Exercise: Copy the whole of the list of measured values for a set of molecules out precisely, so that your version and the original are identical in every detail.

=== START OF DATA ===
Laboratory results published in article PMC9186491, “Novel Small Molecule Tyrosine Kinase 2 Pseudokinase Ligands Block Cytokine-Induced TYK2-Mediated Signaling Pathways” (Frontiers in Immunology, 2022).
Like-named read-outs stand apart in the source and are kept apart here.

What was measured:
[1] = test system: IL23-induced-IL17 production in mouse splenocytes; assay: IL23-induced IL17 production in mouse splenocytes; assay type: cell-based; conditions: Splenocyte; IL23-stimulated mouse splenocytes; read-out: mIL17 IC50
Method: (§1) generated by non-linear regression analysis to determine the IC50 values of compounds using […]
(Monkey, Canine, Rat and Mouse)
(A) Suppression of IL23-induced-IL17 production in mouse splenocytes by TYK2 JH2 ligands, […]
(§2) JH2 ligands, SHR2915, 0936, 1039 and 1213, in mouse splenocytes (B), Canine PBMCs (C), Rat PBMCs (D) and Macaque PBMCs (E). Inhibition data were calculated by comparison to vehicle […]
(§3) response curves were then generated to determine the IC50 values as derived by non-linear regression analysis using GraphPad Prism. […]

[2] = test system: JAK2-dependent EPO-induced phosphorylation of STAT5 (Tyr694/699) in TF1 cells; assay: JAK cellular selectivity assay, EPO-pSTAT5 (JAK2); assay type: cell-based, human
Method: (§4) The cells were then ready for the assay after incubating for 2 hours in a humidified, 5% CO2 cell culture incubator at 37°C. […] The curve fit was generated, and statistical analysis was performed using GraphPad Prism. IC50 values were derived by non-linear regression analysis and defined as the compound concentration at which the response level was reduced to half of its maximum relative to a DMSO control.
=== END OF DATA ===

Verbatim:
Laboratory results published in article PMC9186491, “Novel Small Molecule Tyrosine Kinase 2 Pseudokinase Ligands Block Cytokine-Induced TYK2-Mediated Signaling Pathways” (Frontiers in Immunology, 2022).
Like-named read-outs stand apart in the source and are kept apart here.

What was measured:
[1] = test system: IL23-induced-IL17 production in mouse splenocytes; assay: IL23-induced IL17 production in mouse splenocytes; assay type: cell-based; conditions: Splenocyte; IL23-stimulated mouse splenocytes; read-out: mIL17 IC50
Method: (§1) generated by non-linear regression analysis to determine the IC50 values of compounds using […]
(Monkey, Canine, Rat and Mouse)
(A) Suppression of IL23-induced-IL17 production in mouse splenocytes by TYK2 JH2 ligands, […]
(§2) JH2 ligands, SHR2915, 0936, 1039 and 1213, in mouse splenocytes (B), Canine PBMCs (C), Rat PBMCs (D) and Macaque PBMCs (E). Inhibition data were calculated by comparison to vehicle […]
(§3) response curves were then generated to determine the IC50 values as derived by non-linear regression analysis using GraphPad Prism. […]

[2] = test system: JAK2-dependent EPO-induced phosphorylation of STAT5 (Tyr694/699) in TF1 cells; assay: JAK cellular selectivity assay, EPO-pSTAT5 (JAK2); assay type: cell-based, human
Method: (§4) The cells were then ready for the assay after incubating for 2 hours in a humidified, 5% CO2 cell culture incubator at 37°C. […] The curve fit was generated, and statistical analysis was performed using GraphPad Prism. IC50 values were derived by non-linear regression analysis and defined as the compound concentration at which the response level was reduced to half of its maximum relative to a DMSO control.